As I prepared to turn the corner onto Zerby Avenue in Kingston, I braced for a number of scenarios, all of them unsettling. As we grow older, we begin to attend more funerals than weddings. We spend more time comforting the old than taking care of the young.
We have a hard time facing sudden death, but the notion of a teenager's passing is particularly hard to accept. The prospect of seeing those young faces standing in line to see one of their friends for the last time is just so wrong.
It’s extremely hard to accept for their peers, friends and classmates. As I turned the corner last Thursday for the viewing of 15-year old Kayla McGrady, it was harsher than a bitter January day.
The sobbing was unsettling. Kids in dark clothes clung to each other, crying out loud and without shame. You could feel the sense of loss for one of their own who wouldn’t get a permit, go to the prom or cross the stage at graduation. With the advent of technology, young people are closer than ever, available at all times of the day or night at the touch of a keypad or the other end of the phone. The intimacy of their world means everybody can be together 24/7. Their loss seems so extreme when one of their own is violently taken away in a way that's so unexpected and shocking. The loss will linger forever.
The bikes were there, too. Placed in a heap near the sidewalk, the bikes were a reminder of the innocence of those who came to say goodbye to Kayla. Her obit in the local newspaper referenced her love of BMX riding and softball. For people like me who never met her, the soft smile of her newspaper photo expressed a certain shyness and the promise of a coming of age that will never occur.
Weaving through the brokenhearted and into the funeral home, I braced again. Thankfully, a short line gave me the opportunity to compose myself and prepare to see Kayla’s family. The last time I had seen them, there was great rejoicing. Kayla’s mom, Tammy, married my husband’s cousin Ronnie a few years ago. It was at their wedding that we discovered Tammy was the daughter of Peggy, a woman we had known from a restaurant in Plymouth where we spent every Sunday night when our kids were small. At Tammy and Ronnie’s wedding, Peggy and I agreed we were happy to be related, even if only by marriage.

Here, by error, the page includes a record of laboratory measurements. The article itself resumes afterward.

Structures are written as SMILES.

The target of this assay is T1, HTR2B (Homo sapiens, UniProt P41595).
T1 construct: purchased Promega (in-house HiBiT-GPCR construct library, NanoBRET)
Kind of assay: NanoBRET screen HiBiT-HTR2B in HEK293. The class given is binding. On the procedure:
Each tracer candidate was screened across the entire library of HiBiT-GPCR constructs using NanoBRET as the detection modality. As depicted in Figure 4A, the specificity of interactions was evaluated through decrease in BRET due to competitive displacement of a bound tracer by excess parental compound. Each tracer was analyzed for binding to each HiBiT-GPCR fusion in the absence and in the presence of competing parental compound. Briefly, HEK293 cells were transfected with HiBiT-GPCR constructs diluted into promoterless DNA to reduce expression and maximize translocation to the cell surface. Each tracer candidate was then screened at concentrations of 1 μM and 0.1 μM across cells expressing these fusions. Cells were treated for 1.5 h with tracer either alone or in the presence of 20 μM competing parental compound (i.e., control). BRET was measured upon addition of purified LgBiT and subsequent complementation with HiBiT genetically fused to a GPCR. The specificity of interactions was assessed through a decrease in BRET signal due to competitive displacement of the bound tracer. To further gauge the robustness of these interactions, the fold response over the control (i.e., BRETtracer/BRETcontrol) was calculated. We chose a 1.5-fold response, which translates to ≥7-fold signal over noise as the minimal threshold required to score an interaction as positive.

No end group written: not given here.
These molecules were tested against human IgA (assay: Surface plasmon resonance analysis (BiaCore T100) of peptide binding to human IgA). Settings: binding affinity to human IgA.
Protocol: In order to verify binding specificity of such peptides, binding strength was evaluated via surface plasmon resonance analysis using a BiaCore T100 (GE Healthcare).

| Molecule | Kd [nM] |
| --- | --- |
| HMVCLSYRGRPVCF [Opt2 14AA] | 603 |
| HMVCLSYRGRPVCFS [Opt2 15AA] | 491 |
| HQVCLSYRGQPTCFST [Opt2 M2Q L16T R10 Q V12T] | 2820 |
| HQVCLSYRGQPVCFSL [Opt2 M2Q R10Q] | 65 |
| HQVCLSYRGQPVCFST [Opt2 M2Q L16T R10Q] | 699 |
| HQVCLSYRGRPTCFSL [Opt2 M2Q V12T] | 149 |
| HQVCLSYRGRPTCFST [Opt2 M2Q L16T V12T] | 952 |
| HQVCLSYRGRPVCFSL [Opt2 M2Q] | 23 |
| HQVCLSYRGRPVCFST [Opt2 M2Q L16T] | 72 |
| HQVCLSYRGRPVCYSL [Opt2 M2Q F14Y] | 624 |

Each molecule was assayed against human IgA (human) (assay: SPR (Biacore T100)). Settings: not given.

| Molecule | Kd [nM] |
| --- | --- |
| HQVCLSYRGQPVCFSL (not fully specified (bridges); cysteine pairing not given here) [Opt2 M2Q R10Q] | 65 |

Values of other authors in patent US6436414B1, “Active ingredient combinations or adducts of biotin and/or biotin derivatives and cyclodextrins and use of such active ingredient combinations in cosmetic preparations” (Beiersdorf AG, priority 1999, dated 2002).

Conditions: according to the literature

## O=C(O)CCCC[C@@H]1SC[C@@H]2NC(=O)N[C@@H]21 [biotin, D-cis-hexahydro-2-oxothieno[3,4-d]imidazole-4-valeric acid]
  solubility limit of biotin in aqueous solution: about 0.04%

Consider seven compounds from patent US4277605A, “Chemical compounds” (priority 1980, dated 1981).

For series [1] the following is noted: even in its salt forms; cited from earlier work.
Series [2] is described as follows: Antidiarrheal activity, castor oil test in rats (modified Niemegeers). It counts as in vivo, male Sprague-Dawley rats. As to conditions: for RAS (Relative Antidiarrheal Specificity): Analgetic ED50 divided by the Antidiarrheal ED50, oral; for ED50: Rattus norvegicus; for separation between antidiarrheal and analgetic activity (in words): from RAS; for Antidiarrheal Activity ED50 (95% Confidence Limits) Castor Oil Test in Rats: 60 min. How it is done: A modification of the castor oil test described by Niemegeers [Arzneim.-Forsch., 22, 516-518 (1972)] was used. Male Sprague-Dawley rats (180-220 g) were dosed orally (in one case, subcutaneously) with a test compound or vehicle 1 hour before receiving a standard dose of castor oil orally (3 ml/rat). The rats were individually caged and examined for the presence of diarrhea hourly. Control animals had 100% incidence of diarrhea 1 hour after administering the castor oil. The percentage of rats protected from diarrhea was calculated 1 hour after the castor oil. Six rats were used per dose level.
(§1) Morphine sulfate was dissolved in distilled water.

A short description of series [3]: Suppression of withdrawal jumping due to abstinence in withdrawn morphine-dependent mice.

Peggy, who also worked in the Luzerne County Courthouse, was one of the kindest women I have ever met. When our first son was born, she was at the door with a gift. Now, her “baby” granddaughter was gone.
Signs more typical of a pep rally featured messages of sympathy. Friends wrote they would miss Kayla, a sophomore at Wyoming Valley West. Pictures from her childhood were displayed, noting birthdays and holidays.
I grabbed Ronnie by the shoulders and we both wept. Although he was not her biological dad, Ronnie visibly wore the heavy sorrow of losing his beloved Kayla and comforting her distraught mom. Ronnie’s always been the tough guy of the family, rough around the edges with the heart of a softie. He had to be strong for his wife, but was clearly stunned.
We spoke briefly about the accident that killed Kayla. Still under investigation by police, the violent crash on desolate Suscon Road in Pittston Township last Monday night was just one of those things that shouldn’t have happened. Kayla needed a ride home and her friend arranged it. Unfortunately, no one went straight home.
Emotions welled up in me on the dark ride home from the West Side. The young lady with the knit hat looked like she could have opened her eyes and walked home. Although the accident closed the road for four hours in an effort to reconstruct the scene, Kayla only had a few external scratches. Massive internal injuries ended her life, hopefully with little awareness of its circumstances.
The image of my own young daughter, petite with straight hair, played over and over in my mind until I opened the door of our house. She stood in the living room and I embraced her, sobbing. I explained where I had been and she said she shared a mutual friend with Kayla. I sent her friend a text and she said Kayla was a "little Rebecca,"
I probably told my daughter I loved her more in the past few days than in the last month. Teenagers, you know. Some times, it seems they don't want to hear anything.
So, I asked my audience on Friday to tell their children the story of the bikes in front of the funeral home, the sad sound of kids sobbing, the fragility of our lives and the dangers of fast driving. Maybe you can throw in an “I love you.” They might cringe, but they need to know.
And, say a prayer for Tammy, Peggy and Ronnie and their family.